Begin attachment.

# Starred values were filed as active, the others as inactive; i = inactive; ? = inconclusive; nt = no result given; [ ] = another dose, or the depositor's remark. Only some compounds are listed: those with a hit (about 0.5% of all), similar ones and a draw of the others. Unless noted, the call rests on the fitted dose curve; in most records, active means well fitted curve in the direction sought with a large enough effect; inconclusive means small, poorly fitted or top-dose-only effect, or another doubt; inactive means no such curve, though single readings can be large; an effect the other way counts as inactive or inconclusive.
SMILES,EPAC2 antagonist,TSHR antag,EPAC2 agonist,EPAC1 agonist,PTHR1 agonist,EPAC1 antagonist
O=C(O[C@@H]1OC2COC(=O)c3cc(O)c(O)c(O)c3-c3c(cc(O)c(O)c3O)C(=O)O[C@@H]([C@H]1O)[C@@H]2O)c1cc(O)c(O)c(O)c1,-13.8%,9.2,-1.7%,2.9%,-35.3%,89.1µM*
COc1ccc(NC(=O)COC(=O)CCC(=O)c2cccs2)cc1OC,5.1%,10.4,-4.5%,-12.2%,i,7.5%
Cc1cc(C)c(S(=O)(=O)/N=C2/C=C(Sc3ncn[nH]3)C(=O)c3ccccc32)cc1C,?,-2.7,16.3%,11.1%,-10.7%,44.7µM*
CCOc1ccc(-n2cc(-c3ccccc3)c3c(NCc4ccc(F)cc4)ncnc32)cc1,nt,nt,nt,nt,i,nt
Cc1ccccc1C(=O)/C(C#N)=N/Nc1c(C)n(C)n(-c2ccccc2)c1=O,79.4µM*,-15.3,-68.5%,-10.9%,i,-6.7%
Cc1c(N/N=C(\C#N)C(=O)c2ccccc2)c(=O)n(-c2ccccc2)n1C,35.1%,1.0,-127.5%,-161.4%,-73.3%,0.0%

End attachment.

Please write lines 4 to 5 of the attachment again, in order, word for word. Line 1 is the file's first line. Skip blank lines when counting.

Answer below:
COc1ccc(NC(=O)COC(=O)CCC(=O)c2cccs2)cc1OC,5.1%,10.4,-4.5%,-12.2%,i,7.5%
Cc1cc(C)c(S(=O)(=O)/N=C2/C=C(Sc3ncn[nH]3)C(=O)c3ccccc32)cc1C,?,-2.7,16.3%,11.1%,-10.7%,44.7µM*